In the early '70s, singer-songwriter Danny O'Keefe had a "very mature, beautiful friend," as he told The Rolling Stone magazine who had paid too hard to pay consequences. Heart attacks and pain pills burdened the guy's life, and O & # 39; Keefe, who himself had rolled into the '30s, identified himself. O & # 39; s Keefe told his friend's story in the ballad "Good Time Charlie's Got the Blues" ̵
"Hello Sunshine", the new song from Bruce Springsteen's new album Western Stars (to be released on June 14) remains in the same troubled movement. It starts with a sharp snaredrum filling that interacts with the sleepy depth of a fifth bass interval – the sonic equivalent of a speed ball. Springsteen says, "Had enough of heartbreak and pain, had a small box for the rain." Close to the microphone, his voice conveys the usual depth and range, but also a patch of fatigue. As the arrangement gets more complex, rich in strings and pedal steel guitars, the lyrics stay simple. "You know, I always love the lonely cities, the empty streets where nobody lives," Springsteen continues. Then in a line reminding you of Willie Nelson: "You fall in love with lonely, you end up in this way."
The song cautiously reaches optimism with its orchestral swell and its title line, which the artist intrusively welcomes Sunshine, which dispels the gray mood of the rest of the song. However, this ballad lives in the same melancholy space as O & # 39; Keefes, along with others by Jimmy Webb, John Hartford and Kris Kristofferson. Springsteen has spoken of being inspired by those songwriters who captured the thoughtful mood of the early '70s, especially in and around LA's Sunset Strip, where the counterculture and pop biz worked in fruitful ways to produce songs Both were easy to hear and emotionally complex. There's also a Nashvillian cool for producer Ron Aniello's arrangement, which promises good things to fans who recognize a relationship with great country philosophers like Nelson and Charlie Rich in Springsteen's mature voice.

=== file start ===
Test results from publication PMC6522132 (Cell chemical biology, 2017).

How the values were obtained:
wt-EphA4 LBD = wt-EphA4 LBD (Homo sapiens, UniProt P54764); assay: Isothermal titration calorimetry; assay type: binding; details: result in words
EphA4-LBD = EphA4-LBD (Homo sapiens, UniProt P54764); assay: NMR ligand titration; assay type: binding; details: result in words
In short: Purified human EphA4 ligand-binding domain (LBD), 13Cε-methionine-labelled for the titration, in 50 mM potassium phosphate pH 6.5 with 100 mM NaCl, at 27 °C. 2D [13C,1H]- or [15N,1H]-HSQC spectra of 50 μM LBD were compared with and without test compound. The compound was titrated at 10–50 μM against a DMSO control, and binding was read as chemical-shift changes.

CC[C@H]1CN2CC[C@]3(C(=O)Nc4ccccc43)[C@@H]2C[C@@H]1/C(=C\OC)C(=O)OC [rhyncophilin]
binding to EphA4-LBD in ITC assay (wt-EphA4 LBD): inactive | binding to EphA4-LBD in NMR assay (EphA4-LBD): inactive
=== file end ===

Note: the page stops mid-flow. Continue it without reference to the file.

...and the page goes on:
The song titles shared by Springsteen from [Western Western] suggest that the album carries the heart-felt highway from Music City to Laurel Canyon: "Somewhere north of Nashville," "Tucson Train," "Moonlight Motel". This song makes it clear that Springsteen, in addition to some possible High Desert Cowboy songs – there is, after all, a horse on the cover of the album – the listener in uncertain times many explorations of life behind closed doors. It is interesting, if not unprecedented, for the boss to explore the adult-contemporary sound palette and worldview that own the 70s albums, rough and rough, that rebel against it. He called this a solo album, though he did it with many of his colleagues, including longtime producer Ron Aniello, original e-street band keyboardist David Sancious, and multi-instrumentalist and ingenious song shaper Jon Brion draws links between this new music and earlier inner journeys such as Tunnel of Love and work on a dream . It's hard to know if "Hello Sunshine" reflects the prevailing mood of Western Stars or turns out to be an outlier, but its contemplative tone seems to be a natural extension of Springsteen's memoiristic Broadway show – and a good place for a man who is familiar with the confrontation of the blues.